But as always, the proof of the pudding is in the eating. (more…)

A September medical adventure on dialysis

For the last couple of years, I’ve been unusually healthy: no major dramas or hospital admissions; not many infections, colds or the like. And I was pretty healthy for our Lisbon trip.

This kind of peace and quiet can lull you into a false sense of security, where you start to think that health might just be the norm. But sadly, all of us BigD-ers need some pretty fancy footwork and a good dose of luck to stay healthy.  Or at the very least, we need to keep thinking and not make dumb decisions.

I stopped thinking and fell into my unexpected medical adventure on the 13th, around an hour into my dialysis run. I went into AF (irregular heartbeat) and my pulse got faster and faster. I was short of breath and had waves of chest pain; I thought my chest was going to explode. (more…)

Quick read: How to slow/stop your fistula bleeding

1-Snapshot_0-001The key to slowing or stopping your fistula from bleeding (whether it’s after a needle has been removed or (God forbid) a rupture) is to understand why it spurts in the first place.

Our fistulas are created by connecting a high-pressure artery, full of oxygenated blood coming at a great rate from our heart, to a vein, which is usually returning de-oxygenated blood at a leisurely rate (about 80 mL/min) from our body back to our heart (more…)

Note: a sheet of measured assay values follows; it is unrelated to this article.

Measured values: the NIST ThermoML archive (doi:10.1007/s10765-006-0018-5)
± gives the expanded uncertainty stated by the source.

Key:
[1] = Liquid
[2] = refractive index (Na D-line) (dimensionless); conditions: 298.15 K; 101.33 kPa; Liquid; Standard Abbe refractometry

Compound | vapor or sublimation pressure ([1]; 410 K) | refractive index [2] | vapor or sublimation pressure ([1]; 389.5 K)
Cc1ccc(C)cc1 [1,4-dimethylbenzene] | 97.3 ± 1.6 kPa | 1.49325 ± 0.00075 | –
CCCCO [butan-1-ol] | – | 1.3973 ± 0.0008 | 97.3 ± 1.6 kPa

Speaking of dialysis…

1-IMG_1532As I hoped, here is the video of my speech to the Diaverum Annual Conference at Cascais, Portugal, last month.  It was called: The View from the Chair, a Patient’s Perspective.

It covers a bit of ground, but the highlights (apart from the joke at the start!) are: (more…)

Off to the Diaverum Global Dialysis Conference

I’ve been missing in action for the last few weeks, for a couple of reasons.

Josie & Liam Firstly, our No.2 Son just married his lovely fiancé here in sunny Melbourne (on the beach at Elwood).  It was a great wedding, but they live in London, so Julie and I have been pretty busy preparing. Not much time for blogging.